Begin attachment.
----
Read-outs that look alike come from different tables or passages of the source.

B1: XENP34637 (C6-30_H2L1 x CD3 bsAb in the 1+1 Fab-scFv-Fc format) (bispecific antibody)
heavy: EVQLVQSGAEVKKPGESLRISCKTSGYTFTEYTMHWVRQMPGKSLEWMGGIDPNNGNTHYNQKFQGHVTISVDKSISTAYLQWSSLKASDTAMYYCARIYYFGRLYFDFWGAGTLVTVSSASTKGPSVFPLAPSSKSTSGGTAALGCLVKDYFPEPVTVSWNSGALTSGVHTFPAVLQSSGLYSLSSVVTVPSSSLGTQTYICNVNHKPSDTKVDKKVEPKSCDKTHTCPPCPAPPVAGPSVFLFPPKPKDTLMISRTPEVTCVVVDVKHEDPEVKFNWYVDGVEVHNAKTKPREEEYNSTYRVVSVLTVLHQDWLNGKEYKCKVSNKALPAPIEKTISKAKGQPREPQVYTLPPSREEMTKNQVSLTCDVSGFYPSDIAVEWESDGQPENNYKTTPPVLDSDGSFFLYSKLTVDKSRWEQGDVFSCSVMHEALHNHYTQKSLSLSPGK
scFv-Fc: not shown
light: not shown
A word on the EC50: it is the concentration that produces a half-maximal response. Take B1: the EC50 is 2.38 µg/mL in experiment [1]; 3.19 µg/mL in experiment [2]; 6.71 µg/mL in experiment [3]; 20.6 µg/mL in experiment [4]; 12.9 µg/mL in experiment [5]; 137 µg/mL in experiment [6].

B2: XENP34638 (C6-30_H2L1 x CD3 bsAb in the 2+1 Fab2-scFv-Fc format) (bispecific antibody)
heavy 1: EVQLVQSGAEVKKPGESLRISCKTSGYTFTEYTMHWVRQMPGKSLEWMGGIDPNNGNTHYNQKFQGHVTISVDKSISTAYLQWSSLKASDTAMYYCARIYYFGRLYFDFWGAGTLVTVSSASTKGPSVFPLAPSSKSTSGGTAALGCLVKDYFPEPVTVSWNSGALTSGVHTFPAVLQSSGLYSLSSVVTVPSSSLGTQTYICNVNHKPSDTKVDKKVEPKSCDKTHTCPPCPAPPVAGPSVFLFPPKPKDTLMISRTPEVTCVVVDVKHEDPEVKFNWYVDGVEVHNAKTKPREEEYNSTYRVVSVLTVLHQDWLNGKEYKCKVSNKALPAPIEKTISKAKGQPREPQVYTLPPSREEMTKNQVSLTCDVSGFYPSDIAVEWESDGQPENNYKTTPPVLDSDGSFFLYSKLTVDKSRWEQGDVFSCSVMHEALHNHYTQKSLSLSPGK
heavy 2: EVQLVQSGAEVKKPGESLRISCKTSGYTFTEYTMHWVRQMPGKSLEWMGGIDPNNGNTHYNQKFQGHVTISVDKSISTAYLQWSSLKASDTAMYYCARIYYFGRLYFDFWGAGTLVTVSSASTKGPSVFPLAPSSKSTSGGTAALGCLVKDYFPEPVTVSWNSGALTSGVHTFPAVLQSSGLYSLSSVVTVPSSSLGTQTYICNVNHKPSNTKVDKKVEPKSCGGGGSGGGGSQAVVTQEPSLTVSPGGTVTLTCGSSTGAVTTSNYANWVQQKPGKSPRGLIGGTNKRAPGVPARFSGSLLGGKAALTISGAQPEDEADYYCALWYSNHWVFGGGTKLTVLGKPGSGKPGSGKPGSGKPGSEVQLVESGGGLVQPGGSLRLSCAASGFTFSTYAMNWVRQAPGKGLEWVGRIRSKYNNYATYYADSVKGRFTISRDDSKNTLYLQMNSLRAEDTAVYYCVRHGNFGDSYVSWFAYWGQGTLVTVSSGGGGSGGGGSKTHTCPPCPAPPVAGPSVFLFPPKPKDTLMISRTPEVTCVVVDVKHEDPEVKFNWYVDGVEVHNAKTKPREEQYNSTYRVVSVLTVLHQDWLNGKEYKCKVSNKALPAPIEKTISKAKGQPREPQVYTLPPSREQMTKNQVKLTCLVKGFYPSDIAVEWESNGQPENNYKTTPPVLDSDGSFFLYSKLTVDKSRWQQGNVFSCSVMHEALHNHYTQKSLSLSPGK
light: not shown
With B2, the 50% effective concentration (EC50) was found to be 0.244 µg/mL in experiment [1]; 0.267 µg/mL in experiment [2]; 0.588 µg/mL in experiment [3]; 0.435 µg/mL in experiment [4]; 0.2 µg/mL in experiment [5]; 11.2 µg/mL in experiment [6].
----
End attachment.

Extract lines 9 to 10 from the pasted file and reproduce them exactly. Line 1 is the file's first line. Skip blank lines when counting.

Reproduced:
heavy 2: EVQLVQSGAEVKKPGESLRISCKTSGYTFTEYTMHWVRQMPGKSLEWMGGIDPNNGNTHYNQKFQGHVTISVDKSISTAYLQWSSLKASDTAMYYCARIYYFGRLYFDFWGAGTLVTVSSASTKGPSVFPLAPSSKSTSGGTAALGCLVKDYFPEPVTVSWNSGALTSGVHTFPAVLQSSGLYSLSSVVTVPSSSLGTQTYICNVNHKPSNTKVDKKVEPKSCGGGGSGGGGSQAVVTQEPSLTVSPGGTVTLTCGSSTGAVTTSNYANWVQQKPGKSPRGLIGGTNKRAPGVPARFSGSLLGGKAALTISGAQPEDEADYYCALWYSNHWVFGGGTKLTVLGKPGSGKPGSGKPGSGKPGSEVQLVESGGGLVQPGGSLRLSCAASGFTFSTYAMNWVRQAPGKGLEWVGRIRSKYNNYATYYADSVKGRFTISRDDSKNTLYLQMNSLRAEDTAVYYCVRHGNFGDSYVSWFAYWGQGTLVTVSSGGGGSGGGGSKTHTCPPCPAPPVAGPSVFLFPPKPKDTLMISRTPEVTCVVVDVKHEDPEVKFNWYVDGVEVHNAKTKPREEQYNSTYRVVSVLTVLHQDWLNGKEYKCKVSNKALPAPIEKTISKAKGQPREPQVYTLPPSREQMTKNQVKLTCLVKGFYPSDIAVEWESNGQPENNYKTTPPVLDSDGSFFLYSKLTVDKSRWQQGNVFSCSVMHEALHNHYTQKSLSLSPGK
light: not shown